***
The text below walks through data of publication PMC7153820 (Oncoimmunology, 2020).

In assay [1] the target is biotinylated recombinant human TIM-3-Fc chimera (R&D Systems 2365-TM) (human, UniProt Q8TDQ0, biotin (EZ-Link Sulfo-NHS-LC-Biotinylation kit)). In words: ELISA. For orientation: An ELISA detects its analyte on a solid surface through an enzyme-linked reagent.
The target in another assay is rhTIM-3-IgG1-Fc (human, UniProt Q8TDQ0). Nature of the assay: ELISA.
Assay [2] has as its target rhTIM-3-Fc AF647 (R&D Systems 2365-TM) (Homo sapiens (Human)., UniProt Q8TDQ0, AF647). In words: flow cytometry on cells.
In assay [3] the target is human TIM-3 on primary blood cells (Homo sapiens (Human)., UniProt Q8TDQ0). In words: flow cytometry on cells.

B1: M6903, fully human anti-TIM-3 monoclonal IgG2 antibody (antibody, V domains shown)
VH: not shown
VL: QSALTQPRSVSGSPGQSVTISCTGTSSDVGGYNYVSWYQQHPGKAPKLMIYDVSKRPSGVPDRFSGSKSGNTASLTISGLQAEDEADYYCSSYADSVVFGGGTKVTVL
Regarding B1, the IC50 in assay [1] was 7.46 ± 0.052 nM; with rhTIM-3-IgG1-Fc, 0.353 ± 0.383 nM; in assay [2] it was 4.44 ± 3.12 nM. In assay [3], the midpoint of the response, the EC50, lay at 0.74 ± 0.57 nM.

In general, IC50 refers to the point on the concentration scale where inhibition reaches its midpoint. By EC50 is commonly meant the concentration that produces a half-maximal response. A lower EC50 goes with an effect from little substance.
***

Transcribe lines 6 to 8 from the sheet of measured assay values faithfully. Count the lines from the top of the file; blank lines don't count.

B1: M6903, fully human anti-TIM-3 monoclonal IgG2 antibody (antibody, V domains shown)
VH: not shown
VL: QSALTQPRSVSGSPGQSVTISCTGTSSDVGGYNYVSWYQQHPGKAPKLMIYDVSKRPSGVPDRFSGSKSGNTASLTISGLQAEDEADYYCSSYADSVVFGGGTKVTVL